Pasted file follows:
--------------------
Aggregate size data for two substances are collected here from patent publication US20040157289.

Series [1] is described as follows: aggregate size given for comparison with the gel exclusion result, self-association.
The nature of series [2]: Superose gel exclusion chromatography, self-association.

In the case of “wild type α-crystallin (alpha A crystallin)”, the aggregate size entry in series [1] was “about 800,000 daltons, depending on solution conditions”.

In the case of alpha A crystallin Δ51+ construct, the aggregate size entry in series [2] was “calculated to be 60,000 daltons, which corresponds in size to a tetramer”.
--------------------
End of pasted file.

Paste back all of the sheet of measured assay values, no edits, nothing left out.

Aggregate size data for two substances are collected here from patent publication US20040157289.

Series [1] is described as follows: aggregate size given for comparison with the gel exclusion result, self-association.
The nature of series [2]: Superose gel exclusion chromatography, self-association.

In the case of “wild type α-crystallin (alpha A crystallin)”, the aggregate size entry in series [1] was “about 800,000 daltons, depending on solution conditions”.

In the case of alpha A crystallin Δ51+ construct, the aggregate size entry in series [2] was “calculated to be 60,000 daltons, which corresponds in size to a tetramer”.